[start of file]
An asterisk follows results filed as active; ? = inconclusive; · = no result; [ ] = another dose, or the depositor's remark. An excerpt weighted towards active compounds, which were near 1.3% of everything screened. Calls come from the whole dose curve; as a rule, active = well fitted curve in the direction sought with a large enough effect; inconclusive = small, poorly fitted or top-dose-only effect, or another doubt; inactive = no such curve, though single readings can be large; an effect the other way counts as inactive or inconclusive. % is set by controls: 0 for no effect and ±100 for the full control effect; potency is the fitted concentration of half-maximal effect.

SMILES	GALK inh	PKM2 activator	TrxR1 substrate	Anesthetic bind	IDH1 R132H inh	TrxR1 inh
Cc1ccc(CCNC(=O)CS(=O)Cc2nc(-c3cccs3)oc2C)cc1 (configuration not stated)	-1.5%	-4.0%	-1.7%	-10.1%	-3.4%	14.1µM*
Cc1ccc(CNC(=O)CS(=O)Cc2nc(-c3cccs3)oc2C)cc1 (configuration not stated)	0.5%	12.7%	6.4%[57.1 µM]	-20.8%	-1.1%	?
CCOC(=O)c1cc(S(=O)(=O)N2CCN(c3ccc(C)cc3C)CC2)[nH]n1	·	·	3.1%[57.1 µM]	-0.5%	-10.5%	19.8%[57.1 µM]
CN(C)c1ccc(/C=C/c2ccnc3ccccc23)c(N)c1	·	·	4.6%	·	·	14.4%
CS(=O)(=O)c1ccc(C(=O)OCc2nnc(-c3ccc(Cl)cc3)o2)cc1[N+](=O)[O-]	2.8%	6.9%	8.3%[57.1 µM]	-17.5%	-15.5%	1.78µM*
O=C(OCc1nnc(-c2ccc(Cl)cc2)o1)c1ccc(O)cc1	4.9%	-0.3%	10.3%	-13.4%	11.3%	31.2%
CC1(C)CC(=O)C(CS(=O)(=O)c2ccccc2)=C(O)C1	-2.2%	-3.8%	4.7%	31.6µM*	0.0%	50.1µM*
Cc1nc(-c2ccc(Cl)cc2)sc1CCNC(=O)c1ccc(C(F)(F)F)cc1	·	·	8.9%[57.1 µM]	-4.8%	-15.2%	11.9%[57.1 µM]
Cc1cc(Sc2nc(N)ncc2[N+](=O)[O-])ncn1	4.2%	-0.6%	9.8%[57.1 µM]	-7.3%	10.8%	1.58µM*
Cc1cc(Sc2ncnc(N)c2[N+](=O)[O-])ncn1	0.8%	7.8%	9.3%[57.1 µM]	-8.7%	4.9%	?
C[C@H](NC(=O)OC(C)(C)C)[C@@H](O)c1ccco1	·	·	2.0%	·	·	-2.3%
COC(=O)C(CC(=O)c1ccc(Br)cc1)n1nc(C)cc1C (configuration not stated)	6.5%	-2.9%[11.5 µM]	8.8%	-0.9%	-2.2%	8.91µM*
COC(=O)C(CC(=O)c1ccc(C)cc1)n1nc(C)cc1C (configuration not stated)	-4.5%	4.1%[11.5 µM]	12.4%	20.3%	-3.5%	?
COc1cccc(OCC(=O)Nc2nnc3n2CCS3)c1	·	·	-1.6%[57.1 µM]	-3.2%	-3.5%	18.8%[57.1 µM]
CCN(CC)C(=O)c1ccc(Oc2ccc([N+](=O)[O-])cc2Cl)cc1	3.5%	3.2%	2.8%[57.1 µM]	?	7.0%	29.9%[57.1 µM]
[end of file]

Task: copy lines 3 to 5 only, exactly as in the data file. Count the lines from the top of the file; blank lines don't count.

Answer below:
Cc1ccc(CCNC(=O)CS(=O)Cc2nc(-c3cccs3)oc2C)cc1 (configuration not stated)	-1.5%	-4.0%	-1.7%	-10.1%	-3.4%	14.1µM*
Cc1ccc(CNC(=O)CS(=O)Cc2nc(-c3cccs3)oc2C)cc1 (configuration not stated)	0.5%	12.7%	6.4%[57.1 µM]	-20.8%	-1.1%	?
CCOC(=O)c1cc(S(=O)(=O)N2CCN(c3ccc(C)cc3C)CC2)[nH]n1	·	·	3.1%[57.1 µM]	-0.5%	-10.5%	19.8%[57.1 µM]